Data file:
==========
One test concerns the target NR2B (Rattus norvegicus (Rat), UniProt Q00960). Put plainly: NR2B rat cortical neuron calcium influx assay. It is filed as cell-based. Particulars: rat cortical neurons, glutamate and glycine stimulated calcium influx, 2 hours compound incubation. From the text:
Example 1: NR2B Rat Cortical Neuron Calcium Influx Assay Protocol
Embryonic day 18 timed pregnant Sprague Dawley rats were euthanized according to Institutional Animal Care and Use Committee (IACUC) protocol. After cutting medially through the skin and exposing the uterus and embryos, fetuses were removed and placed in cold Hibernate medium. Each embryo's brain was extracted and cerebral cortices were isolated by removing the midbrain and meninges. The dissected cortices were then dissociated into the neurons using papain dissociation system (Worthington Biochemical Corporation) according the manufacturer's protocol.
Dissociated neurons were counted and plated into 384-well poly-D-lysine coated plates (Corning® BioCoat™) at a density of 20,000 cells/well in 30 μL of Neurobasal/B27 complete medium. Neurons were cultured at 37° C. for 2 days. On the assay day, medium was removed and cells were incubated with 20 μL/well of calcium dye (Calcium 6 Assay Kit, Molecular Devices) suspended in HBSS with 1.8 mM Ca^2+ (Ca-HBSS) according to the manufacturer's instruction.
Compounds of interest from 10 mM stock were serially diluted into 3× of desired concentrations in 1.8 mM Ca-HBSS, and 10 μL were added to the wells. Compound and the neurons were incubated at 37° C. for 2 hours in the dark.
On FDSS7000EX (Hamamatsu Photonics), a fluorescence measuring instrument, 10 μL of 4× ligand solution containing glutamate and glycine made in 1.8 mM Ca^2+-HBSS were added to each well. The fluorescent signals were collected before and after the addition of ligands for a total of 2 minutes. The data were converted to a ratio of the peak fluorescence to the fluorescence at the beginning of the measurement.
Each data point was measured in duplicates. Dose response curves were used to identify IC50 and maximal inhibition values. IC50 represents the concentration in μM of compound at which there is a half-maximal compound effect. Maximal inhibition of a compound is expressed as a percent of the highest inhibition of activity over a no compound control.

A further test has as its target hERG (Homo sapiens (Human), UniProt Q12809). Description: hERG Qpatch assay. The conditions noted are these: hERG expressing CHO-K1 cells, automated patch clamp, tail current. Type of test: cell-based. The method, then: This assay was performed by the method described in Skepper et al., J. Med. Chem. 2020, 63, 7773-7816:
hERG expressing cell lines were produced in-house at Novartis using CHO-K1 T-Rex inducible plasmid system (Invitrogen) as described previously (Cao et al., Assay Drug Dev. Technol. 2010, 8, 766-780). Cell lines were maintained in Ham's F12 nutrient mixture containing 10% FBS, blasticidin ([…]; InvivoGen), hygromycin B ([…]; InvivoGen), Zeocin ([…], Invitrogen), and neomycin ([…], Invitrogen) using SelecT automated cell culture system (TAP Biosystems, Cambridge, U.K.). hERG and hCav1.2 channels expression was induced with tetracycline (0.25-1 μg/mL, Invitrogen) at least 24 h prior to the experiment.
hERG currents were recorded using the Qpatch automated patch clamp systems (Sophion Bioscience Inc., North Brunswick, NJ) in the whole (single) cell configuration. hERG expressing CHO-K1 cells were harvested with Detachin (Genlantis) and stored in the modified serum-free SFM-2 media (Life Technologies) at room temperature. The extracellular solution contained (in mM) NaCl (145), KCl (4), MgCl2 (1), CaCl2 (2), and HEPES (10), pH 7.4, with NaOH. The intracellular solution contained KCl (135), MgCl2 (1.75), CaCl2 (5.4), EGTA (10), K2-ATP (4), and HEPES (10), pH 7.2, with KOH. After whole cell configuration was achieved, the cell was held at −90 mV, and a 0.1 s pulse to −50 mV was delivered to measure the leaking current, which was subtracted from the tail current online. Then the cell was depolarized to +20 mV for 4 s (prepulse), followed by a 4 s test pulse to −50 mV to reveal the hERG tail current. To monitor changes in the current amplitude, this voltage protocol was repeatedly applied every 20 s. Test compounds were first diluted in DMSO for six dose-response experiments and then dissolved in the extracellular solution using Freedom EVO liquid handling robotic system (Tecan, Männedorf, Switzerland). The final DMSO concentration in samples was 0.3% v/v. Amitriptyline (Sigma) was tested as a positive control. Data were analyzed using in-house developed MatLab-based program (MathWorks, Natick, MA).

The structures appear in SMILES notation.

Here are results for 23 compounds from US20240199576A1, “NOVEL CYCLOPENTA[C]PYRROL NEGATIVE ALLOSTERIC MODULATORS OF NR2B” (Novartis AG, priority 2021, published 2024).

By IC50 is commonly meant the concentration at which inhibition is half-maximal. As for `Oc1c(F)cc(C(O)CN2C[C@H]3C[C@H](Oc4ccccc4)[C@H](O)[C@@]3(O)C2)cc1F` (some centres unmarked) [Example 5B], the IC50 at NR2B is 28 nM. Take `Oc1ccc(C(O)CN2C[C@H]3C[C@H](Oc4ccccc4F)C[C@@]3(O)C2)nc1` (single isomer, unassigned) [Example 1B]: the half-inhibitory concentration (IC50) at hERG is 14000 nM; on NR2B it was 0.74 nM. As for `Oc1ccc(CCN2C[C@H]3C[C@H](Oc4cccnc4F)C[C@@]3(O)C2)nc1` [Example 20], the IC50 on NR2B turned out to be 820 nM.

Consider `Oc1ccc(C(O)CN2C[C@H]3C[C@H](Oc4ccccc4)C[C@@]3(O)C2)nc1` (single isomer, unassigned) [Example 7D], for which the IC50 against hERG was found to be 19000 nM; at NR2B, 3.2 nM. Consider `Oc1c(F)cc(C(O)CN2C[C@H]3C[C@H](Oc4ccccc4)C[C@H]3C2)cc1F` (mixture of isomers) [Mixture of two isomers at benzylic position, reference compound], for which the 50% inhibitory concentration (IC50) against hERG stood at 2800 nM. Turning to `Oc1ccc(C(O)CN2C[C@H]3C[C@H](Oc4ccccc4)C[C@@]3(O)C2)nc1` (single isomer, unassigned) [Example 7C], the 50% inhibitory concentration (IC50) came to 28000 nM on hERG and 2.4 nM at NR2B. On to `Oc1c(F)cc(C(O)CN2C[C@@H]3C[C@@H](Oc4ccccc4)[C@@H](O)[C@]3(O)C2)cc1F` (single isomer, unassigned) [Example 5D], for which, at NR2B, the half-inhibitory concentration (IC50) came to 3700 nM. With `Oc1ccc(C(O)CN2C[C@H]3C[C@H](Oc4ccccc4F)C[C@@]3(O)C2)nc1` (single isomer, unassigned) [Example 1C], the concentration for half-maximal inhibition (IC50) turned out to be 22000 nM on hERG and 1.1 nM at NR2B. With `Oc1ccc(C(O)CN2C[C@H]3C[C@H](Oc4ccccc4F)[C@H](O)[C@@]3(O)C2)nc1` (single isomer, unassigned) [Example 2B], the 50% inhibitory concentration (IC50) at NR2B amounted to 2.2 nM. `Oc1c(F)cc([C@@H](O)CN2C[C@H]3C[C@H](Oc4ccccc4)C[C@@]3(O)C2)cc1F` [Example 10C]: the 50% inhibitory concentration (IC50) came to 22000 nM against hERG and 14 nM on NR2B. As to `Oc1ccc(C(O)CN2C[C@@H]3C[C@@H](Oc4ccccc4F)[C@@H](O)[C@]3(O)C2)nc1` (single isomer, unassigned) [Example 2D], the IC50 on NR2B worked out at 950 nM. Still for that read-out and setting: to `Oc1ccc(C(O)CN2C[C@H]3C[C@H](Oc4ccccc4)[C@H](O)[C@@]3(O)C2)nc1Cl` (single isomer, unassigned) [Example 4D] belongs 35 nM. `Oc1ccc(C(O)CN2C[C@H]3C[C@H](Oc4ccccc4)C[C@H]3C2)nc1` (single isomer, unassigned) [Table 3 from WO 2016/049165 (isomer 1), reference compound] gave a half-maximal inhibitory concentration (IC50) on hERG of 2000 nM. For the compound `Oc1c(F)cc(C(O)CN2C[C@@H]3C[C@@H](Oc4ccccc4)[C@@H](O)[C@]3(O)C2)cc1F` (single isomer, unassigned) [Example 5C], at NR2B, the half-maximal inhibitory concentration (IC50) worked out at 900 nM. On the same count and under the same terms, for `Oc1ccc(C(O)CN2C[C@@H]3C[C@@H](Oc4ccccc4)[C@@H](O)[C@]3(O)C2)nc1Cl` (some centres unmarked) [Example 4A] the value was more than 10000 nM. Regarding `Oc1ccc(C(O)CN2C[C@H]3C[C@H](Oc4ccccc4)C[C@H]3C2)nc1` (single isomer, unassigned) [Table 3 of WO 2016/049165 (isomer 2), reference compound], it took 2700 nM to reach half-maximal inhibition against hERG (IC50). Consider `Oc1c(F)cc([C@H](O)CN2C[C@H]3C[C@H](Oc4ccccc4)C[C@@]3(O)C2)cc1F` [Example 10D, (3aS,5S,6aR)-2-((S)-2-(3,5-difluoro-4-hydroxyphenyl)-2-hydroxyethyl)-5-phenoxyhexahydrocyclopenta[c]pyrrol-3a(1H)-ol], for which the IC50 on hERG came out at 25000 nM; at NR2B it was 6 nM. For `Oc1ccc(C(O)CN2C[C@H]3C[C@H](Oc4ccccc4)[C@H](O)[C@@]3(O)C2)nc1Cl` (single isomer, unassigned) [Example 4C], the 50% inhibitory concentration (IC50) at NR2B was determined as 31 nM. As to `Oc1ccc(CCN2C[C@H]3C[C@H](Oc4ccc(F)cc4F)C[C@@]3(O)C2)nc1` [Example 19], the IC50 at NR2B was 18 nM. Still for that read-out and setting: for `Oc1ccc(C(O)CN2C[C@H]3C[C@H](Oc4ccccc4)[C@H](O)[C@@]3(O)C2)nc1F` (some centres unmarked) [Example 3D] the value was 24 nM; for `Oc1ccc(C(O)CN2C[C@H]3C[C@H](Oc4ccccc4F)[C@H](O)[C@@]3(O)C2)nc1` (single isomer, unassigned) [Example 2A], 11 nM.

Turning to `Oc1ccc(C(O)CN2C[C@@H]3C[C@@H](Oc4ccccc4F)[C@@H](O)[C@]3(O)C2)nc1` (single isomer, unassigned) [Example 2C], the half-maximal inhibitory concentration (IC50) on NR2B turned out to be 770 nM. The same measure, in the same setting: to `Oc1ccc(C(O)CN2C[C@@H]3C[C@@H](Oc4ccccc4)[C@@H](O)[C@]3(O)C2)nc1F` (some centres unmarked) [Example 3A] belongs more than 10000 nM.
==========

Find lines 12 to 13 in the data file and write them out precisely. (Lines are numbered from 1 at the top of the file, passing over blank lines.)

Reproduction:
Here are results for 23 compounds from US20240199576A1, “NOVEL CYCLOPENTA[C]PYRROL NEGATIVE ALLOSTERIC MODULATORS OF NR2B” (Novartis AG, priority 2021, published 2024).

By IC50 is commonly meant the concentration at which inhibition is half-maximal. As for `Oc1c(F)cc(C(O)CN2C[C@H]3C[C@H](Oc4ccccc4)[C@H](O)[C@@]3(O)C2)cc1F` (some centres unmarked) [Example 5B], the IC50 at NR2B is 28 nM. Take `Oc1ccc(C(O)CN2C[C@H]3C[C@H](Oc4ccccc4F)C[C@@]3(O)C2)nc1` (single isomer, unassigned) [Example 1B]: the half-inhibitory concentration (IC50) at hERG is 14000 nM; on NR2B it was 0.74 nM. As for `Oc1ccc(CCN2C[C@H]3C[C@H](Oc4cccnc4F)C[C@@]3(O)C2)nc1` [Example 20], the IC50 on NR2B turned out to be 820 nM.